The US Federal Reserve is set to announce its decision on whether to raise interest rates at the end of June. Taking into account purely domestic conditions, the data is supportive of a second-quarter point increase. In April, the US witnessed its most significant increase in consumer spending in seven years and oil prices have been rising once again following the lowest fall in December last year.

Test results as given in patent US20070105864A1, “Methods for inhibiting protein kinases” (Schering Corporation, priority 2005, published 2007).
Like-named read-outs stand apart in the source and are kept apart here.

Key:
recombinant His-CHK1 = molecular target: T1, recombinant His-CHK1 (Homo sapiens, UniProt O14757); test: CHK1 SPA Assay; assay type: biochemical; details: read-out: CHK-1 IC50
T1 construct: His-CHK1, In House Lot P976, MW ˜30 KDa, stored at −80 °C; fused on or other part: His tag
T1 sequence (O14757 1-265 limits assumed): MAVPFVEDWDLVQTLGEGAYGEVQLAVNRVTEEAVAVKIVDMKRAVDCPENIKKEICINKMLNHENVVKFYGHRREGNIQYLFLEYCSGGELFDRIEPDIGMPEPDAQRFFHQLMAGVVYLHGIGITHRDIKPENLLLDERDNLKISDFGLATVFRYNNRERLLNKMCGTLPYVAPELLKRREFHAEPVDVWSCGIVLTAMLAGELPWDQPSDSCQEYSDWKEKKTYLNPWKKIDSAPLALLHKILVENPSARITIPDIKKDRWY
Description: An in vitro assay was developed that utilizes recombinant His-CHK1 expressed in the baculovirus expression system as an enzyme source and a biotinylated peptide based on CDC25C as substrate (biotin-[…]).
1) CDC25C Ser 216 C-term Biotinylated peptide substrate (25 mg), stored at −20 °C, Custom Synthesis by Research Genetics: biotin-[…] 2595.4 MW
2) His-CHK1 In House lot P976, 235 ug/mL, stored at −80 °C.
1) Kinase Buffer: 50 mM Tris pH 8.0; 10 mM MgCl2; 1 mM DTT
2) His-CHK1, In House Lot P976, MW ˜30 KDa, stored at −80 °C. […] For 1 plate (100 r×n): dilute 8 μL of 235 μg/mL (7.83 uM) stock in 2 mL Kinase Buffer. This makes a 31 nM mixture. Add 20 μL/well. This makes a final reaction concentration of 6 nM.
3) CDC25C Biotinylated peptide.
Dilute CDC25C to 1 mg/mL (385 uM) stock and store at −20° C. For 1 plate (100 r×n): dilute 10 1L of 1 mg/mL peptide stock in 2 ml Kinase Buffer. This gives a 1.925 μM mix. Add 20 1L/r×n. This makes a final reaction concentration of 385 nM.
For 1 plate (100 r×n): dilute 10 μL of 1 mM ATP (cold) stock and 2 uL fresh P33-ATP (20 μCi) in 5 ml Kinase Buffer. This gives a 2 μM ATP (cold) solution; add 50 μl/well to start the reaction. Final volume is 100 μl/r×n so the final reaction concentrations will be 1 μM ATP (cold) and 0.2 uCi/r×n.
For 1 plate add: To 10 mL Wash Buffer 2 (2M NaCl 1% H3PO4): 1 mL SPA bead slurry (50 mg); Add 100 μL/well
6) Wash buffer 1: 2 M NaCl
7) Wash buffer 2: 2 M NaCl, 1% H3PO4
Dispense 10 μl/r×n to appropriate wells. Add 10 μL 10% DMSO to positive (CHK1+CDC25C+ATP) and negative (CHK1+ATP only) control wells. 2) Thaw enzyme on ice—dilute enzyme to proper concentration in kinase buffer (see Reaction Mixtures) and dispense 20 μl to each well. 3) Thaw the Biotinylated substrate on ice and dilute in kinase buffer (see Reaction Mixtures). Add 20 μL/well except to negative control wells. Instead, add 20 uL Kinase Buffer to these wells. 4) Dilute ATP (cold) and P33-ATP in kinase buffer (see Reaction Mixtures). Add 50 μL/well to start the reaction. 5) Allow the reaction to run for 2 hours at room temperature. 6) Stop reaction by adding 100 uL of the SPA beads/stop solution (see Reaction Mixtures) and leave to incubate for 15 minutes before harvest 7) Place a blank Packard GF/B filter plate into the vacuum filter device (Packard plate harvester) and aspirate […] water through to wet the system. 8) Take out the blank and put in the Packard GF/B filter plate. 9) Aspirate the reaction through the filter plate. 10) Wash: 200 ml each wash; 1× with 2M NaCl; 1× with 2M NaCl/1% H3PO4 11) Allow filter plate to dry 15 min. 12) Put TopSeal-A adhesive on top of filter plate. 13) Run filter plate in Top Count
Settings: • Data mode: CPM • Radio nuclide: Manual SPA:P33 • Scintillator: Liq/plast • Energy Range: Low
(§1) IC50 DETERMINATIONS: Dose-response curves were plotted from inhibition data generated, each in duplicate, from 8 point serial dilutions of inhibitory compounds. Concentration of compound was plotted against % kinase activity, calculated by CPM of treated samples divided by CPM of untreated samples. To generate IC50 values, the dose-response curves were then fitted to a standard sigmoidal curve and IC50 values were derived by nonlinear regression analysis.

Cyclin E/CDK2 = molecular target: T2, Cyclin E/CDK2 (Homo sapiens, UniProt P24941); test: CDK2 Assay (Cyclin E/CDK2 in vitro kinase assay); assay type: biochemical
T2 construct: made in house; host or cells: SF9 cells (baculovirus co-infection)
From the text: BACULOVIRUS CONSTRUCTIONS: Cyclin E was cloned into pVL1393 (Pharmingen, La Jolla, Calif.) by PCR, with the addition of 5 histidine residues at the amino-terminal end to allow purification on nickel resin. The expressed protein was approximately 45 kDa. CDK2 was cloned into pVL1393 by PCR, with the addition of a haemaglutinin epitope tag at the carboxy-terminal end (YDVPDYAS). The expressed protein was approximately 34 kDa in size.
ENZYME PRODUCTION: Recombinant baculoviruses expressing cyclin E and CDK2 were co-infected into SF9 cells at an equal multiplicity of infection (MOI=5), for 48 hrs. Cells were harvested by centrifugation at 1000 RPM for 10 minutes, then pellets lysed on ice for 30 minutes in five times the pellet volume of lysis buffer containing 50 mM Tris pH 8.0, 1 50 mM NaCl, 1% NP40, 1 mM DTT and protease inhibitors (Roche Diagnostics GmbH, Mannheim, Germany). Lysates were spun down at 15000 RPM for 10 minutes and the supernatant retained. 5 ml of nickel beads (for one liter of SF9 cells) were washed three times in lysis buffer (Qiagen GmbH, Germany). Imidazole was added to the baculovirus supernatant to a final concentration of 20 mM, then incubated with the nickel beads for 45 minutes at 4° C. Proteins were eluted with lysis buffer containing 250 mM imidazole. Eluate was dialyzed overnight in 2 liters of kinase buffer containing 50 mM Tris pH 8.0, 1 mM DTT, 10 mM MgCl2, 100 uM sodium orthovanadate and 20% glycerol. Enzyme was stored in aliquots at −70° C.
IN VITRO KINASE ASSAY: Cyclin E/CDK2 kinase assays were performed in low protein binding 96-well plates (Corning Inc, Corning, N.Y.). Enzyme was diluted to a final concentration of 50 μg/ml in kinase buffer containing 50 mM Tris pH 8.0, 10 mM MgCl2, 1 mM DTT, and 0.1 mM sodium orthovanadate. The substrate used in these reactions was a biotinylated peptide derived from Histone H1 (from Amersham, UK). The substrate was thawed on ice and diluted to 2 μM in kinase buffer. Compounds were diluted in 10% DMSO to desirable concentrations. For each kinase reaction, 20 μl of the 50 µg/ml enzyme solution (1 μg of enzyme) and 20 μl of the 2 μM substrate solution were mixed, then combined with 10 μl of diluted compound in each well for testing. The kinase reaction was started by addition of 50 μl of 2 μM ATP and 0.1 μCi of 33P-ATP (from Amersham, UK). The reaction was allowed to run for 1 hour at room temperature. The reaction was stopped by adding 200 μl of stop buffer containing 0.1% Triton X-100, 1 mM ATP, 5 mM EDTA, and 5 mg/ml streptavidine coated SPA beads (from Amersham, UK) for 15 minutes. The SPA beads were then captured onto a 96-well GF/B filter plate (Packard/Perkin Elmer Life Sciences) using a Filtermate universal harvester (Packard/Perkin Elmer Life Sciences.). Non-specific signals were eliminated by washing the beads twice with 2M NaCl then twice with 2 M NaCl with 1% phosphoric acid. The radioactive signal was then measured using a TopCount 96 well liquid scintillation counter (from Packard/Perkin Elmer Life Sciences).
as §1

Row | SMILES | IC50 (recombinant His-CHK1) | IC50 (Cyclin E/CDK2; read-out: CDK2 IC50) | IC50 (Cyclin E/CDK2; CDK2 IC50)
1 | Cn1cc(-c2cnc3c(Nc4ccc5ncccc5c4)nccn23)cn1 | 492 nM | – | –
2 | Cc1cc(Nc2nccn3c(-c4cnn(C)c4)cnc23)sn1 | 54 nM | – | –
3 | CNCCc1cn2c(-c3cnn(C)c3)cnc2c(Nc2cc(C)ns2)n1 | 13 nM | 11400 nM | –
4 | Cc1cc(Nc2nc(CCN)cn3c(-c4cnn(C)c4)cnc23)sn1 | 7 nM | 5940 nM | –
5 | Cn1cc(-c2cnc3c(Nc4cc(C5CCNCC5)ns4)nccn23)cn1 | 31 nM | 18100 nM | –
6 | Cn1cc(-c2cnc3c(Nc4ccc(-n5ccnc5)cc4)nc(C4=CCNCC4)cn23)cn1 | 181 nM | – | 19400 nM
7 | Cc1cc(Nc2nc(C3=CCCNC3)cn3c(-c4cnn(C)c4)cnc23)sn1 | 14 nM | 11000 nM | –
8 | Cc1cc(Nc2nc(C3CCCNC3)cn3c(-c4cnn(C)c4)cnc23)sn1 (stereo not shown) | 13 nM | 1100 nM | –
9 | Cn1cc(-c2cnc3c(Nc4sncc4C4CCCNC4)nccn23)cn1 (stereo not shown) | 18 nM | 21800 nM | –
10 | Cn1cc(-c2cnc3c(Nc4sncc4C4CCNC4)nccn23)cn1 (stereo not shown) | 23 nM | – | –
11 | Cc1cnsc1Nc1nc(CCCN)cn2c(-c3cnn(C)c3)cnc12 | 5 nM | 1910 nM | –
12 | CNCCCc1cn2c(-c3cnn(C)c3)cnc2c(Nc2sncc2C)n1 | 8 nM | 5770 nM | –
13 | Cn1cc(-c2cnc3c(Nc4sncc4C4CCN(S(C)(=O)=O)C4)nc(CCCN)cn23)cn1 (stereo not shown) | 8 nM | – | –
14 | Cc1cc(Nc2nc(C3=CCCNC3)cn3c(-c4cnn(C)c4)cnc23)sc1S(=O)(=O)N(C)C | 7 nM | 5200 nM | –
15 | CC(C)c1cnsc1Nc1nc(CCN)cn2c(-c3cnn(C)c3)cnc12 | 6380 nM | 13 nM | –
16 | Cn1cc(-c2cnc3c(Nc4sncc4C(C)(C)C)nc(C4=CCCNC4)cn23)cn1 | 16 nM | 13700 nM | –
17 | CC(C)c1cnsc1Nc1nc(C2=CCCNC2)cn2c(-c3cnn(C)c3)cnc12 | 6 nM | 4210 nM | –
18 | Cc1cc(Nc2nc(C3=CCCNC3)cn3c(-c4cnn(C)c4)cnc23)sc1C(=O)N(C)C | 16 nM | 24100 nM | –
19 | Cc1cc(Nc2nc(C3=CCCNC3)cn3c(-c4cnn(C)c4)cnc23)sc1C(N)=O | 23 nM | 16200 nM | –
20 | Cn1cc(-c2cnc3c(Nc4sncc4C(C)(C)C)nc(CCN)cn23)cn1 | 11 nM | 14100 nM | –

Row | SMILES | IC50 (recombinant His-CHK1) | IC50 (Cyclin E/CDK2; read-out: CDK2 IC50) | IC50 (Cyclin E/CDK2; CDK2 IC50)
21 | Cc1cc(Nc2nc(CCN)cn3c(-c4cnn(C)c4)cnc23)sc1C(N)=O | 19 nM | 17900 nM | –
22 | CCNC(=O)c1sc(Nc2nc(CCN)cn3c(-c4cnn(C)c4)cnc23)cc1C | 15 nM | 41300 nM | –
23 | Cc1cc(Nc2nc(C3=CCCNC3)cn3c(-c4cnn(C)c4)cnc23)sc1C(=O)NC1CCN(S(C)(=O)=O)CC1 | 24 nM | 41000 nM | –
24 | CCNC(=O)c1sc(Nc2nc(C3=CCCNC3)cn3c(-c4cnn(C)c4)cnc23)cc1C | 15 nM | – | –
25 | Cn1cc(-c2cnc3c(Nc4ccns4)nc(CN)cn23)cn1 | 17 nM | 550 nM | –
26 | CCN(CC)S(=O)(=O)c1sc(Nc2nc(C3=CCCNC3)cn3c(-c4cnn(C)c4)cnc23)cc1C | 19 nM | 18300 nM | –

Nonetheless, analysts expect that the Fed is more likely than not to hold back raising interest rates. While overseas events usually do not influence the Fed’s rate hike decisions, the British referendum is seen as potentially having a more than significant impact on global markets. A British exit is likely to encourage other Eurosceptics in other European countries and may see the beginning of the fractioning of the European Union. Such fears will send ripples across global markets and at the same time create global uncertainty in the short and medium term. Jerome Powell, a member of the Fed’s Board of Governors said last week that the issue of a Brexit was a “real consideration” for the Fed, suggesting that whether or not the Fed raises rates depends largely on sentiments surrounding Brexit.